Darin, the son of “The Deliverer” Arlen Bales, knows he fails to live up to his father’s almost mythological status. Arlen was the one who found the magic necessary to fight back against the Demons, and ended up becoming one of the most powerful men on the planet. Darin, however, wants only to live a quiet life and be more of an entertainer than anything else.
These seem like your typical teenager problems in a world that has changed drastically from before. Yet, as they seek to escape the shadows of their legendary parents, a new threat comes into focus. While the Demons (or Corelings) were beaten back and repelled 15 years prior, they’re far from dead. In fact, they seem to be rallying and turning their attention directly onto Darin and Olive.
The threat becomes big enough that Olive and Darin’s parents head out to investigate the sudden resurgence in the hopes of averting a second all out war. When they fail to return however, and Olive mysteriously vanishes in the night, the kids will have to step up to save each other and discover what happened to their parents. The path forward, however, will bring them up against an enemy even their parents couldn’t defeat…
At a little over 600 pages, there’s obviously a whole lot more going on in the story than that. I’m trying to veer away from spoilers, however, so I think I’ll leave it at that. What you end up with is all of the impressive action and heart that made the original books so great. Though the previous characters you already know are still around and play some important roles, the novel does an excellent job of ensuring the younger generation is front and center, never overshadowed.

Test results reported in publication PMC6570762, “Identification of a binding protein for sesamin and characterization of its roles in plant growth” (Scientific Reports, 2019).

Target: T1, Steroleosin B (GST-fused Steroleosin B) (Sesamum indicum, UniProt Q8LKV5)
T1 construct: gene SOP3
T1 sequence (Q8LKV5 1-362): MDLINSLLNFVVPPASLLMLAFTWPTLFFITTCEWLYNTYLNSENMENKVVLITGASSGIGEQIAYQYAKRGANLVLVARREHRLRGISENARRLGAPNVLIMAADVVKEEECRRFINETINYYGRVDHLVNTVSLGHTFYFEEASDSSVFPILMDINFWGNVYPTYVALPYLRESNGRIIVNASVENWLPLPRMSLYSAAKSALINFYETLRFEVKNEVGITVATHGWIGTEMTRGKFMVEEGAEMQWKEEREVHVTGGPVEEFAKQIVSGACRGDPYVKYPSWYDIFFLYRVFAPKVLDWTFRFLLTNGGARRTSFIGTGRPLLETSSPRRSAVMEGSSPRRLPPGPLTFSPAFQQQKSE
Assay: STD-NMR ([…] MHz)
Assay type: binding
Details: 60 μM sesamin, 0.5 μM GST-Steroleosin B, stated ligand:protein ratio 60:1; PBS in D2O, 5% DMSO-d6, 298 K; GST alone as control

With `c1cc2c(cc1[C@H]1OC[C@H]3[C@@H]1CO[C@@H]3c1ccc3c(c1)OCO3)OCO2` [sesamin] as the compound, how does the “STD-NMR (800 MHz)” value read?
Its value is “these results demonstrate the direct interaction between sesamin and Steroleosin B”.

What’s Old is New
Where The Desert Prince takes its basic idea from a typical fantasy novel trope, it manages to change it up to feel entirely refreshing. Where the story ended up going was nowhere what I imagined even 100 pages into it.
Beyond telling a new adventure, and setting up the return of a world-altering danger, the novel is very much a coming-of-age story for these kids. Having been burdened with their family’s heritage, they must come to terms with who THEY are as individuals and their place in this world. They most definitely aren’t their parents, but they have their own set of abilities in a world intent on making them fit into a specific mold.